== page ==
I’ve been thinking about the question of “common knowledge” — things that everyone is supposed to know — a little this week, partly because of the “Friends” clip above and partly because I had another crack at the Jeopardy! Online Contestant test, which is always good for revealing how much “common knowledge” I actually don’t know.
Awhile back the whole ten seasons of “Friends” appeared on Netflix, and both our teenagers watched the series, which meant a lot of blasts from the past for me and Jason if we were in the room at the time. We relived not only the highs and lows of what was (in its early years) an extremely funny sitcom, but also the years of our own lives that unrolled while we watched that show (we dated, married, bought our house and had both our kids while Friends was on air, so we kind of grew into adulthood along with the characters).
One of the things that really struck me in re-watching the show was how aggressively anti-intellectual all the characters (except Ross, who has a PhD in Paleontology) are. Four of them (Ross, Chandler, Monica and Rachel) apparently have college degrees, but the things they don’t know, and the pride they take in not knowing those things, is sometimes staggering. This is exemplified in the clip above, where the three women make fun of Joey for not knowing who “we” (i.e. the US) fought in World War One, and then realize that they don’t know either, but think maybe it was Mexico.
This is jaw-droppingly ignorant, and I’m inclined to put it down to typical sitcom exaggeration — making characters look dumber than anyone could possibly be, for the sake of getting a laugh. But then I reflected a little more and thought, maybe it only seems staggeringly stupid to me because I have a history degree, teach history, and am a history geek. Maybe the question of who fought who in WWI is not actually general knowledge for most educated people? And that (along with trying the Jeopardy quiz) made me think — what’s actually included in “common knowledge”? What can most educated people be expected to know?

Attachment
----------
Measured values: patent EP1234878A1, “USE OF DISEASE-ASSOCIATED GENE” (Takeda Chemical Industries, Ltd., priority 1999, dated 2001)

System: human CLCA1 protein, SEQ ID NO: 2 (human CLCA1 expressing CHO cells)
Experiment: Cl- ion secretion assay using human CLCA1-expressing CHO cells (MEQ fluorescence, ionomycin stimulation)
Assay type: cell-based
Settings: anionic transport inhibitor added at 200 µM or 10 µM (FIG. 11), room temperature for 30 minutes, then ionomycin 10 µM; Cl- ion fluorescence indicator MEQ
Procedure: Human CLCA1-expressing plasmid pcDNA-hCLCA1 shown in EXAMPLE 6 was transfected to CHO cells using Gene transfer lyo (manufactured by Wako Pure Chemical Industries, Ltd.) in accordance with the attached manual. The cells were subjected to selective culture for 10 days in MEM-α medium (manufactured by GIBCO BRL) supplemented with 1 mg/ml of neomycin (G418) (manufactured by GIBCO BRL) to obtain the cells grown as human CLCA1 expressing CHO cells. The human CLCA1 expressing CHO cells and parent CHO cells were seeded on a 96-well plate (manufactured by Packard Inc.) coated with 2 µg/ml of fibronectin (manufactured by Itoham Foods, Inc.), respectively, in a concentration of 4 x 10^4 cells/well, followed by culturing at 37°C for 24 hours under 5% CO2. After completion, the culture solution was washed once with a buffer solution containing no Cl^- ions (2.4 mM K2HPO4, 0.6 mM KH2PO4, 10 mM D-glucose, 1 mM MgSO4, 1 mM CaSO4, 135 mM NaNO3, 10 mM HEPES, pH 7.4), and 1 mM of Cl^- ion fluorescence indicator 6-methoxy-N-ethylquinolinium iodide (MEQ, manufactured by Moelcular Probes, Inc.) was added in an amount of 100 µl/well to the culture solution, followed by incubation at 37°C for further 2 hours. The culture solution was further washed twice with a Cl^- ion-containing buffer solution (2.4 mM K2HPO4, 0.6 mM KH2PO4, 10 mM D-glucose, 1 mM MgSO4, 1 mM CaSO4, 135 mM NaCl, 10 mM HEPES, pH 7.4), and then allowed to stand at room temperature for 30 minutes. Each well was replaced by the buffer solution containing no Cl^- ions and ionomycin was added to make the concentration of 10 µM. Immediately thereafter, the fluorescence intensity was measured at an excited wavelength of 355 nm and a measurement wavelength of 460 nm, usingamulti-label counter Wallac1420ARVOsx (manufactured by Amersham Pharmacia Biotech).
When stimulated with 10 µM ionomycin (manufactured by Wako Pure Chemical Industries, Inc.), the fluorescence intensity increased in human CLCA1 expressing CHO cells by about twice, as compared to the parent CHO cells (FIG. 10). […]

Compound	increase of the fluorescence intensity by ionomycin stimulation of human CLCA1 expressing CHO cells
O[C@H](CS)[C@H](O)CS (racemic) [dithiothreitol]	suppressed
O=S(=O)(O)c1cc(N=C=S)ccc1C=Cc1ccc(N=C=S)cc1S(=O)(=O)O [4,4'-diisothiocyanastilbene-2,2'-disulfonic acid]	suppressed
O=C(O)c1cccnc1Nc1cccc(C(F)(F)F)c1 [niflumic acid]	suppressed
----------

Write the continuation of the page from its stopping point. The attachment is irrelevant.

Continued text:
I would think that “Who did we fight in WWI?” would be a general-knowledge level question that most people can answer, while, “What were the terms of the Treaty of Versailles?” is a specialized-knowledge question that I’d expect only someone with a strong background in history to be able to answer (I would hope that my World History students could answer it on the days before and after the final exam, but I know most of them will forget it within a week).
I wondered, what about my “general knowledge” in areas I’m not particularly strong in? Science, for example. I studied Biology and Chem in high school and got good grades, did first-year Biology in university, and haven’t touched a science subject since then. I know that I have forgotten a lot of things I learned in those courses.
One of the Jeopardy Online questions was “Na is the symbol for this element,” which I knew immediately (sodium). But another (from a different night when I didn’t take the test) was “Generally this metal has to be at -37.93 degrees Farenheit to become a solid” and I would not have gotten that answer (mercury) within the allotted 15 seconds. I might have figured it out given more time, by asking myself, “Aren’t all metals solid anyway? What metal do we commonly see in a liquid state?” but I definitely would not have gotten there in 15 seconds.
Is that “common knowledge”? By definition the people who get on to Jeopardy! (and trivia buffs in general) have to have a knowledge base that’s at least a bit broader and deeper than the general population. But they don’t ask expert-level questions on Jeopardy — that is, not the kind of questions you’d have to answer if you were getting a degree in a subject.
So what all this thinking has taught me is — I don’t actually know what constitutes “General Knowledge” or “Common Knowledge.” I’d hate to think that I’m looking down on people, like Monica, Rachel, Joey and Phoebe, for not knowing things that seem obvious to me, if those things really aren’t common knowledge. (I don’t actually mind looking down on sitcom characters, but I’d hate to transfer that snobbery to real people). At the same time, I’d like to think that I know enough things, outside my own area of expertise, to avoid looking stupid about things like Math and Science, but I’m not really sure I do.
So I put it out to you, blogosphere and social media friends! What do YOU consider general knowledge, or common knowledge? Do YOU know who your country fought in World War One, without being a hardcore history junkie? How much do you know about subjects outside your own area of expertise? And just how dumb ARE the characters on Friends?